Samsung's new Linux smartphones, Raspberry Pi laptops, and more open source news

Take a look back at the biggest news of the past two weeks.
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In this week's edition of our open source news roundup, we look at Samsung's Linux smartphone, a Raspberry Pi laptop, and more.

Open source news roundup for October 15-28, 2017

Run Linux on your Samsung phone

You'll soon be able to run proper Linux distros on your smartphone, thanks to Samsung. The electronics maker is working on an app called Linux on Galaxy that lets you run any program you need from the Linux environment.

PiTop turns Raspberry Pi into a laptop

If you're looking for a laptop to teach codling, then PiTop might be just what you need. The new model has been improved and is now in a position to compete with Chromebooks and Windows laptops.

Patched against WPA2 Krack

Good news for Linux users: Fedora, Debian, Ubuntu and Elementary OS have announced that their users are patched against the Krack vulnerability.

All Things Open welcomes more than 3,300

Todd Lewis, founder and chair of All Things Open, shared about the phenomenal growth of the conference from its humble beginning of just 700 attendees to this year's 3,300+ conference goers. Many factors have influenced the event's growth&mash;among them are the sophisticated tech audience in Raleigh and the Research Triangle, local support, and the growth of open hardware and IoT.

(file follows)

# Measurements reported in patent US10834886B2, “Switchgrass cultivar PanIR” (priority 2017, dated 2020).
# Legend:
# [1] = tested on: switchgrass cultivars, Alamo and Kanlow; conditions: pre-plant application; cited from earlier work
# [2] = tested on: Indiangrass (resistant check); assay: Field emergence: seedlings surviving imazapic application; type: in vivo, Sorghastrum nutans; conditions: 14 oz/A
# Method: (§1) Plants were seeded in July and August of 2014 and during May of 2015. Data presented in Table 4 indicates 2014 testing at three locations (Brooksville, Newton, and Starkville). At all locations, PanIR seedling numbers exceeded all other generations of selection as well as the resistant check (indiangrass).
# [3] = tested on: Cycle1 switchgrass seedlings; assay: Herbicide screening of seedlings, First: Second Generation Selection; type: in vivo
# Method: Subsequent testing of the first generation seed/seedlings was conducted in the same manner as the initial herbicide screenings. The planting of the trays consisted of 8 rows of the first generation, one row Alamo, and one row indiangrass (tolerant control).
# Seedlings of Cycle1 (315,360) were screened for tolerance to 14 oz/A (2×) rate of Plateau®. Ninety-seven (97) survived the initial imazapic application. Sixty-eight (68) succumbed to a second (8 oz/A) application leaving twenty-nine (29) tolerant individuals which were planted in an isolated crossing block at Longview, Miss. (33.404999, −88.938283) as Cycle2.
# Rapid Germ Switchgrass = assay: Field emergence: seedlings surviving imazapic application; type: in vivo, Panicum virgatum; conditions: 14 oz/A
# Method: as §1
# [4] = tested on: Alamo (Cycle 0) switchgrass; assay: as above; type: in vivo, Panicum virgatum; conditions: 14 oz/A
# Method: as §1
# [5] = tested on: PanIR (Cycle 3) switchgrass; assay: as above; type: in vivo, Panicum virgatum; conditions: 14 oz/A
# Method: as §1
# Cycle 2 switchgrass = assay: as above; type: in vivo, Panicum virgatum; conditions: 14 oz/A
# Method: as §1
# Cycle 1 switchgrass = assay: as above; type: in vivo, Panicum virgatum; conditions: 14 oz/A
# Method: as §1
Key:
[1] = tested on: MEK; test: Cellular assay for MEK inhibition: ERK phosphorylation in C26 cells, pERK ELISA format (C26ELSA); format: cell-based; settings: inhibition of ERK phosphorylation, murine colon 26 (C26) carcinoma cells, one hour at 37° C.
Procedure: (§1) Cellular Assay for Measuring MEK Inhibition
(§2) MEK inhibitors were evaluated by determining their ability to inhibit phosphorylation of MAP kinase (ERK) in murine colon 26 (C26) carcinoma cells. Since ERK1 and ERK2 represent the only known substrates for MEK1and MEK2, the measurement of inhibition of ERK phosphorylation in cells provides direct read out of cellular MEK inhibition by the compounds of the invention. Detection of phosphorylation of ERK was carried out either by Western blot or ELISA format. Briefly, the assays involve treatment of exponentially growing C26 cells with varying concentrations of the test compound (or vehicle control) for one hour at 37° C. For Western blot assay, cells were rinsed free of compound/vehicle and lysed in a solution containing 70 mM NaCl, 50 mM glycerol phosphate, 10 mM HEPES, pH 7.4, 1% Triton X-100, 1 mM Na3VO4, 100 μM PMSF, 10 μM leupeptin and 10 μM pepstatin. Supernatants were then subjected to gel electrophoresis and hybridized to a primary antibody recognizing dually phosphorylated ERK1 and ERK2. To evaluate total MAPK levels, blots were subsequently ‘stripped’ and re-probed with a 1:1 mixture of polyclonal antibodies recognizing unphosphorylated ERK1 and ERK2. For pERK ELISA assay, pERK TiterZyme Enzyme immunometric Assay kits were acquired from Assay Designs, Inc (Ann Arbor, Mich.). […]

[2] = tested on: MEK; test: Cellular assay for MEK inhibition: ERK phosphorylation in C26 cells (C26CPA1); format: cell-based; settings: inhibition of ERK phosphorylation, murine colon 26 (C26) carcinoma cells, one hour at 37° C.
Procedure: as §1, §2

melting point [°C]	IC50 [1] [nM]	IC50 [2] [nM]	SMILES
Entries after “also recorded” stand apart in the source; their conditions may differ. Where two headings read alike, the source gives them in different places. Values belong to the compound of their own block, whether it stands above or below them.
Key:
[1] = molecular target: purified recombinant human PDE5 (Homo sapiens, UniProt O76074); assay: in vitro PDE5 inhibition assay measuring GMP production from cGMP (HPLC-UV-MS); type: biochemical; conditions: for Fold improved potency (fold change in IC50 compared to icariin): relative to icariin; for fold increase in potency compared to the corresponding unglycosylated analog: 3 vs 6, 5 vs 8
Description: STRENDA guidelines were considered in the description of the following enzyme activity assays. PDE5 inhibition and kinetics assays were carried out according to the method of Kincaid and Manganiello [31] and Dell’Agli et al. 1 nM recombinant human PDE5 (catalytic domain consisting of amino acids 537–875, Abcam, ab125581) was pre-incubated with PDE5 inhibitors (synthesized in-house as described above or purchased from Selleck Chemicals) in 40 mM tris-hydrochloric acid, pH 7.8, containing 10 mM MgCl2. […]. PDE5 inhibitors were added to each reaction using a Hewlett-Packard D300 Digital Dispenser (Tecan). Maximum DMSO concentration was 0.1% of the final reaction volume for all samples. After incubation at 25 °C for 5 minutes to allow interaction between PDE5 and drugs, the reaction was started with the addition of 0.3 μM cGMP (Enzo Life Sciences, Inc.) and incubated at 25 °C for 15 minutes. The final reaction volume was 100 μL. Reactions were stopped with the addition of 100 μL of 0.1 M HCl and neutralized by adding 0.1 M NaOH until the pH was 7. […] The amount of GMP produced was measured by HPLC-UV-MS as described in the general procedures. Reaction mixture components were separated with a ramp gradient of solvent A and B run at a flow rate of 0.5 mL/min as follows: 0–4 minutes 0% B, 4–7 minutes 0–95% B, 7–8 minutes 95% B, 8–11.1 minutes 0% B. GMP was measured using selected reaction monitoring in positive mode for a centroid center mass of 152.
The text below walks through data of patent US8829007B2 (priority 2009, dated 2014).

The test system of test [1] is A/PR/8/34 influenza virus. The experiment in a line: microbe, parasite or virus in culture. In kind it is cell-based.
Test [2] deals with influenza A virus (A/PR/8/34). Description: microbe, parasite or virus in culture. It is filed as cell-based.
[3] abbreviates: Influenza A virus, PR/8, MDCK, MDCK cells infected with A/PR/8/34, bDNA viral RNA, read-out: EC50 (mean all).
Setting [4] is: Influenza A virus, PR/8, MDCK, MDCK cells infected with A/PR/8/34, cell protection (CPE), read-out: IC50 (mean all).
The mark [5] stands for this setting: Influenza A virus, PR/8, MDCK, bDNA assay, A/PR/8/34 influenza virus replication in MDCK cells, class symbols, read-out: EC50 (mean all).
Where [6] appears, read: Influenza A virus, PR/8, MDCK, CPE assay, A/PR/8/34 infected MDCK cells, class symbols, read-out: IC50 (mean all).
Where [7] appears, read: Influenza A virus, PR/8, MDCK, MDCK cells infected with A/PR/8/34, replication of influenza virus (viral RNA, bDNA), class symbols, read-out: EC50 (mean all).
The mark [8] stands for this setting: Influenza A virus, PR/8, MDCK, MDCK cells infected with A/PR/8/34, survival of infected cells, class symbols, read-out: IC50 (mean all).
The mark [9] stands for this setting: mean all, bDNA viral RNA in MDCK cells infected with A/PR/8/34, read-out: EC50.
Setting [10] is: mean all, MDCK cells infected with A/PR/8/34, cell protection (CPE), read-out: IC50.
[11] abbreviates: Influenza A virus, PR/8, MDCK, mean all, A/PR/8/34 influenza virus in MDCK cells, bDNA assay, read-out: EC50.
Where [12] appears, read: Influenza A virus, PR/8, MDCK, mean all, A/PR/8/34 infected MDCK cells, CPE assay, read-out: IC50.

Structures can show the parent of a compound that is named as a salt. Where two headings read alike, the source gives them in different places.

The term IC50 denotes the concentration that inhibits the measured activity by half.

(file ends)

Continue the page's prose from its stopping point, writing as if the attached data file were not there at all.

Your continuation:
Open Source Summit in Prague

The Linux Foundation's Open Source Summit concluded this week in Prague. At the conference, the foundation was thrilled to announce that 27 current and aspiring IT professionals received scholarships for training and certification exams. To date, the foundation has awarded scholarships worth $168,000 to individuals who might not otherwise be able to afford the training.

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Educator, entrepreneur, open source advocate, life long learner, Python teacher. M.A. in Educational Psychology, M.S. Ed. in Educational Leadership, Linux system administrator.


"Real" Linux on phones is something we could use.

Sad the pitop is so overpriced.
You can get 3 pinebooks or a chromebook for the price of the shell alone...

It's a very low cost Linux-powered laptop. Not sure how it compares to a PiTop, but at $99 USD the Pinebook is relatively cheap.

In reply to by Don Watkins

I can't vouch for how good or bad the hardware is or to the quality of the build. It could be decent, passable, or substandard. I'd comb through some reviews before recommending one or not.

In reply to by Don Watkins

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